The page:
"[W]e have only told half the story of the relationship between modernism and censorship," Celia Marshik argues in this lucid and engaging new study:
in the context of British modernism, censorship was repressive and also had productive effects. Individual texts were enhanced as a result of the threat of censorship, and this threat enables writers to construct public personae—such as that of martyr (as in the case of Dante Gabriel Rossetti) or enfant terrible (as in the case of James Joyce)—that exercise a strong hold on the imaginations of readers even today.(4)
Some readers will baulk at Marshik's contention that some modern texts were "aesthetically improved" by their encounters with censorship (205), or, to put it another way, that censorship may be good for a writer's imaginative health—a familiar and romantic idea that's less interesting than it first appears. But there's no doubt that Marshik's book provides important new evidence to confirm that literary modernism was ineluctably and decisively shaped by what she calls a "censorship dialectic," which is "the ongoing negotiations between a writer and resistant audiences" (30). The effects of these negotiations, Marshik argues, included self-censorship, which often assumed the form of textual revision but also manifested itself in authorial attempts to control reception. Further, Marshik's original archival research suggests that previous scholarship has underestimated the extent to which the modern literary world was pervaded by censorship and by the "climate of 'fear and suspicion'" to which it gave rise. Consulting the archives of social purity organizations and government agencies, including much recently released material, Marshik convincingly demonstrates that we need to examine "the entire censorship apparatus instead of obscenity trials alone" if we are to appreciate the full range and power of the modern culture of censorship (205).
Bringing together these different sources enables Marshik to tell a compelling new story about the interplay between modern literary texts and censorious contexts. Looking back to Rossetti's skirmish with the moral censorship exerted by critics such as Robert Buchanan, Marshik moves from the censored plays of George Bernard Shaw to the fiction of Virginia Woolf, Joyce, and Jean Rhys in order to show how the censorship dialectic of literary modernism was closely intertwined [End Page 387] with anxieties about prostitution. These anxieties were brought to light in dramatic fashion in 1885, Marshik explains, when W. T. Stead published his famous exposé of the London prostitution business. But Stead's chronicles formed just one highly visible marker in a much wider discursive landscape where the forces of literary production and censorship intersected with social purity movements that "framed so-called obscene literature and prostitution as overlapping issues." Modern writers responded, Marshik argues, by employing the figure of the prostitute to blur the "boundary between vice and virtue upon which social purity and obscenity law relied" (3). Thus modernism promoted social and moral reform while satirizing the social purity movement, in which a rhetoric of moral earnestness frequently conflicted with dependence on lurid subject-matter. In forging such links with the prostitute, modernists also discovered a new means of positioning themselves at the margins of social and moral orthodoxy: the "whorrified" artist seemed to acquire the unrivaled prestige of the cultural outsider (157). This strategy proved especially useful to Joyce, Marshik argues, as he sought to place himself outside the social and moral mainstream as it was defined, not only in Britain, but also in Ireland, where censorship laws were unusually strict.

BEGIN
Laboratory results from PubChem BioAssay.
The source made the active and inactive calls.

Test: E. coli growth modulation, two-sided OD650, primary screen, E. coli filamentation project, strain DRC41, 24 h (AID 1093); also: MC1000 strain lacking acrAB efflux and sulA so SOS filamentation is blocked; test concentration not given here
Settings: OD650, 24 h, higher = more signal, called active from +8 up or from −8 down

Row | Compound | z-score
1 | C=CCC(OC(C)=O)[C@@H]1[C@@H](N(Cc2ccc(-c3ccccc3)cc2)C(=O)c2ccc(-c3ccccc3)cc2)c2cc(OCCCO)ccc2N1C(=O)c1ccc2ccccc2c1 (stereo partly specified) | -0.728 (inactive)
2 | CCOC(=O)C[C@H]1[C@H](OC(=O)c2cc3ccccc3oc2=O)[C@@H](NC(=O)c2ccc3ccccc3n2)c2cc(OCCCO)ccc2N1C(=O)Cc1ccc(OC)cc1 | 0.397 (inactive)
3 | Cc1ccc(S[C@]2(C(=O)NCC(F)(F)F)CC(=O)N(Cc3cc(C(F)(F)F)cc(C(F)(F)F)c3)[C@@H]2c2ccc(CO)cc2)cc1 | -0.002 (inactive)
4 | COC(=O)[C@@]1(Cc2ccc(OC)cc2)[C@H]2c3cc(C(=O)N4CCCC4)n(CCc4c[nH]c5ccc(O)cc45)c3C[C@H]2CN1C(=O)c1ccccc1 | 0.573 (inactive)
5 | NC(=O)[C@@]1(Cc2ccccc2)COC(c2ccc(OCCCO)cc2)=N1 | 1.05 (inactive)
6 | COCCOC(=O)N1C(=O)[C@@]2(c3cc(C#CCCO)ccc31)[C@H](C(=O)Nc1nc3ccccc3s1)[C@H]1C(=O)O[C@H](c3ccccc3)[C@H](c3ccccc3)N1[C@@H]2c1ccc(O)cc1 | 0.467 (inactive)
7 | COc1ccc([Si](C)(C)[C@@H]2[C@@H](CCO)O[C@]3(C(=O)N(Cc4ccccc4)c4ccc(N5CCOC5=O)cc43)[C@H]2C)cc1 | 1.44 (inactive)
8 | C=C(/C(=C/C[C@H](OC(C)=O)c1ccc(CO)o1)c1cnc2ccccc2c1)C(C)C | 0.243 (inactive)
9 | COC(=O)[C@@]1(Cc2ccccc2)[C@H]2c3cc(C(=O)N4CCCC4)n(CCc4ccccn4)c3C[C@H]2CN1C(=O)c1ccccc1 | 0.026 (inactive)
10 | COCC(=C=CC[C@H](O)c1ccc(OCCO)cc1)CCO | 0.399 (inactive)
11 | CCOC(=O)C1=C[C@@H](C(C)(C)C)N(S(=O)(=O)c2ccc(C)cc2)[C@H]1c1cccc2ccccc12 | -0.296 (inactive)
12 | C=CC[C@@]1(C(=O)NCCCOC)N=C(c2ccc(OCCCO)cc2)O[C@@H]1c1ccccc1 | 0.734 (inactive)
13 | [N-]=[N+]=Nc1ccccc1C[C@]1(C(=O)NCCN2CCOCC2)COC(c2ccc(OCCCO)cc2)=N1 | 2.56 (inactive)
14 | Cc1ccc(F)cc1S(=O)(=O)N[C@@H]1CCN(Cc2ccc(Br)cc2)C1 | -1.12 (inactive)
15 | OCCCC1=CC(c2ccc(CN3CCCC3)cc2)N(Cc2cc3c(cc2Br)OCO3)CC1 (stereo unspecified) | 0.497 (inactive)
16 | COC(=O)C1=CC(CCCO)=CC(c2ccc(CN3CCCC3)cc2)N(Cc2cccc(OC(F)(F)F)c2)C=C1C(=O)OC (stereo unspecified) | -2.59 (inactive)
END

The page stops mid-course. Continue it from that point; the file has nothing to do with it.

Marshik observes that such appropriation hardly occurred without cost or compromise. Although Joyce's characters often voice sympathy for the prostitute, they are just as likely to express the same conservative views as his moralizing critics and censors. In other words, Joyce's texts may reflect censorious attitudes even while satirizing them. As Marshik argues, it may be that such conservative impulses form "a necessary component of satire" (156). Ulysses, as Marshik puts it in a witty play on a well-known Joycean phrase, "is supersaturated with ideologies in which it expresses disbelief." Thus Joyce, like Woolf and Rhys...